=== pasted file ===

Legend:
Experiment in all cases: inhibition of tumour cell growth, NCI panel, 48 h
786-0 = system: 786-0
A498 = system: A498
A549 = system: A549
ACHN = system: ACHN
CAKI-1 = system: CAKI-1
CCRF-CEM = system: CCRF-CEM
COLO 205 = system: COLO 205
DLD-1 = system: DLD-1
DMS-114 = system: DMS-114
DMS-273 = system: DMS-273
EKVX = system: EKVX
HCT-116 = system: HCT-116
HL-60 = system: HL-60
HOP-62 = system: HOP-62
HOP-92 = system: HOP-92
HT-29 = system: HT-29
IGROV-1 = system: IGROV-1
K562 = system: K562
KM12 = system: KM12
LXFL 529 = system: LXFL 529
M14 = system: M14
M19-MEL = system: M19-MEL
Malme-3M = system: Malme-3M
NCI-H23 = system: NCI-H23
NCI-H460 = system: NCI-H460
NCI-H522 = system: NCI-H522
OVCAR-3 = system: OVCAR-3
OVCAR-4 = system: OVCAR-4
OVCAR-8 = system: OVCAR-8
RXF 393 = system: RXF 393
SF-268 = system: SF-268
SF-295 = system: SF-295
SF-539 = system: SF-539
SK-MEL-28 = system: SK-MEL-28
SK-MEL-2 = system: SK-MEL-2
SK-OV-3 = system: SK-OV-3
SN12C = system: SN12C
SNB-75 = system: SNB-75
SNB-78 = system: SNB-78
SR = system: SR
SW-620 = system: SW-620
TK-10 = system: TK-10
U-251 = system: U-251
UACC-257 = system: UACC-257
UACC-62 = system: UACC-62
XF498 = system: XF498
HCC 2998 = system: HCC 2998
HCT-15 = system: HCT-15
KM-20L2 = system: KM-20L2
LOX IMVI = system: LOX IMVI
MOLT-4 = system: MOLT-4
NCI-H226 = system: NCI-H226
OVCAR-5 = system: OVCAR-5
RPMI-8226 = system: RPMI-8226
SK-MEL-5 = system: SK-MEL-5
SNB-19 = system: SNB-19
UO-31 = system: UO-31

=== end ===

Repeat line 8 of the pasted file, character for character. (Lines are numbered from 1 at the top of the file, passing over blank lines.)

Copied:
CCRF-CEM = system: CCRF-CEM